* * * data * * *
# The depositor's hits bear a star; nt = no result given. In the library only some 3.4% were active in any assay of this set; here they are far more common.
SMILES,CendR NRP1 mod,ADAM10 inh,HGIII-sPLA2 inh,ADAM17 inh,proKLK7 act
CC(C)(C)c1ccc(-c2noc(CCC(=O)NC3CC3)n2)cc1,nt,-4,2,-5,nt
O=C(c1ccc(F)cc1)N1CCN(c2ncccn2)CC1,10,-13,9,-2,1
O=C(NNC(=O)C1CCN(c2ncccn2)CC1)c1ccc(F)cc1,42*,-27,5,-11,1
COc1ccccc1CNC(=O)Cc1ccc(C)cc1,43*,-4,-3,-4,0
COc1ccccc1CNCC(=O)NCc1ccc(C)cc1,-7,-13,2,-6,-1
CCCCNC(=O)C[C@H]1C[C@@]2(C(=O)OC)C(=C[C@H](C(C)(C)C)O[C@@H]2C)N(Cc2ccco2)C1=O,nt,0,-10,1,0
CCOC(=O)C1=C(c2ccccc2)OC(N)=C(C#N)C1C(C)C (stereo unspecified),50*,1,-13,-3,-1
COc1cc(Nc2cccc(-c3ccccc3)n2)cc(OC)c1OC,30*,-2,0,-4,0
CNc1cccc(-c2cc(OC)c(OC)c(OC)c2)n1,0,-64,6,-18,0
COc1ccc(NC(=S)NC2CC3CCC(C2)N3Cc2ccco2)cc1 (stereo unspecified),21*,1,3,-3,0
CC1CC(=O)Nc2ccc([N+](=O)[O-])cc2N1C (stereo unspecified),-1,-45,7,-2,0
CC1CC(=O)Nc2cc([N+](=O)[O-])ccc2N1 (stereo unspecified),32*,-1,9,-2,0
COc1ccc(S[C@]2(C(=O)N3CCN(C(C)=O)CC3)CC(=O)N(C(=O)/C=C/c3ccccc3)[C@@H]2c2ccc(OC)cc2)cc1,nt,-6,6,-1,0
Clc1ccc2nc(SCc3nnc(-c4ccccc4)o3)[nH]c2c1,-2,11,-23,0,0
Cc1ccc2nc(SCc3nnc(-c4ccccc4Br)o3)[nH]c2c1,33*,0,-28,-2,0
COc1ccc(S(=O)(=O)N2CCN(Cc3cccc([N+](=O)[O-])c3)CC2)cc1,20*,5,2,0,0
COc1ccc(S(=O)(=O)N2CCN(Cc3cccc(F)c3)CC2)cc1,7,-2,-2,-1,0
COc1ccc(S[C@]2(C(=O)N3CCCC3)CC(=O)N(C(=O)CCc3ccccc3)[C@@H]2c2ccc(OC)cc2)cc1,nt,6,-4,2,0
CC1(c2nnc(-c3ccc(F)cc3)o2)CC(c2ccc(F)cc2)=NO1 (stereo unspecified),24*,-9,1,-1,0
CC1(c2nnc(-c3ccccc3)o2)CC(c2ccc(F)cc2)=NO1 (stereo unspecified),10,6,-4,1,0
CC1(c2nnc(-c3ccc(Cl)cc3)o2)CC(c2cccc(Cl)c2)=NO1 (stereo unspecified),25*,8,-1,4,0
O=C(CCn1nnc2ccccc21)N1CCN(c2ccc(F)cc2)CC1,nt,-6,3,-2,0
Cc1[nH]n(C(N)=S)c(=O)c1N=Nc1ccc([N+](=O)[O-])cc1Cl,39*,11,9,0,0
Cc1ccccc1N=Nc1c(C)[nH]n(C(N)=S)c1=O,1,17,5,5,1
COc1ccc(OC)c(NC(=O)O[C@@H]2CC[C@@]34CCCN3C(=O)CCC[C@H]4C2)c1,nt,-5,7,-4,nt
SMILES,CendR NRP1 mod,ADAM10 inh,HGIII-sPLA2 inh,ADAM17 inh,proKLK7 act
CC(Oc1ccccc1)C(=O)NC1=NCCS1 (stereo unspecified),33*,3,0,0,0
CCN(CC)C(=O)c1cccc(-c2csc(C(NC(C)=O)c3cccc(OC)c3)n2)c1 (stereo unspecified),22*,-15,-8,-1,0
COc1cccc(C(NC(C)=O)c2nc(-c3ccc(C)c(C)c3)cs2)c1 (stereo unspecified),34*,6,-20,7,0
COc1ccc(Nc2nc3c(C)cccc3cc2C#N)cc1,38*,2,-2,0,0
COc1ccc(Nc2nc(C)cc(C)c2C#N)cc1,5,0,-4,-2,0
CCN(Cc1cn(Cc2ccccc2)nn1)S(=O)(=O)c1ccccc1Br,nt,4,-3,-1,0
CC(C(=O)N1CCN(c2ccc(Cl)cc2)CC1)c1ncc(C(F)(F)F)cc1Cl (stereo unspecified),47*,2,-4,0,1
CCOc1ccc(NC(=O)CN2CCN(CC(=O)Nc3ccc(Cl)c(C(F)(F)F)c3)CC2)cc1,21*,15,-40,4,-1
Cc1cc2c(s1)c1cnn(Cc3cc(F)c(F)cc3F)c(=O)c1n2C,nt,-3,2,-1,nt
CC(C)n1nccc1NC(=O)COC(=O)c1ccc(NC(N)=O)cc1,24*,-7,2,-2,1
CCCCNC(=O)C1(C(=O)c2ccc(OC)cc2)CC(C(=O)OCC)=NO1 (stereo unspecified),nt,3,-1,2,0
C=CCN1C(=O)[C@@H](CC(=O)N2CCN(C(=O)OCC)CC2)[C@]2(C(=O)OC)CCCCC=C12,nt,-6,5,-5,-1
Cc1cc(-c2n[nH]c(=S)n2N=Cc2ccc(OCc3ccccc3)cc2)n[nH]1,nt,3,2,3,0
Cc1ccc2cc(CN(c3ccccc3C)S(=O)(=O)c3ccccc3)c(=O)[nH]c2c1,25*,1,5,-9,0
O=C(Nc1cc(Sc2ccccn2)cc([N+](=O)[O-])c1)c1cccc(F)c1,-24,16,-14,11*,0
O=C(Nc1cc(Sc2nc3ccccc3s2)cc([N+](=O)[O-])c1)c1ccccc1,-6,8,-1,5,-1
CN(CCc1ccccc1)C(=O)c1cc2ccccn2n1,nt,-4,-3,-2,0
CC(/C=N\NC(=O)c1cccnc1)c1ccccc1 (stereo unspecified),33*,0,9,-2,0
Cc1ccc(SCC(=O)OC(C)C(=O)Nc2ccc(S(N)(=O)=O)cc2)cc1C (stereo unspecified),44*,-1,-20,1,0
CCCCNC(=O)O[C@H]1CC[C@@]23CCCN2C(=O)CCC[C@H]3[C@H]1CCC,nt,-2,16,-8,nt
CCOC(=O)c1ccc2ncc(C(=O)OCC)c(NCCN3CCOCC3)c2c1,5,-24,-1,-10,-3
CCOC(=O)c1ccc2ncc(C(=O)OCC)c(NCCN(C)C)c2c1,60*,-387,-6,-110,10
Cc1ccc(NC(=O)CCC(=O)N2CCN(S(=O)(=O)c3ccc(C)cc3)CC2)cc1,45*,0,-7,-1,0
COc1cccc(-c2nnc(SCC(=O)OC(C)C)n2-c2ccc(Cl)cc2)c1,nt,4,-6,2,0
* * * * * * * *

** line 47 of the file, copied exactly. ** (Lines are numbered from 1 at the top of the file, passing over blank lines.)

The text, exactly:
Cc1ccc(SCC(=O)OC(C)C(=O)Nc2ccc(S(N)(=O)=O)cc2)cc1C (stereo unspecified),44*,-1,-20,1,0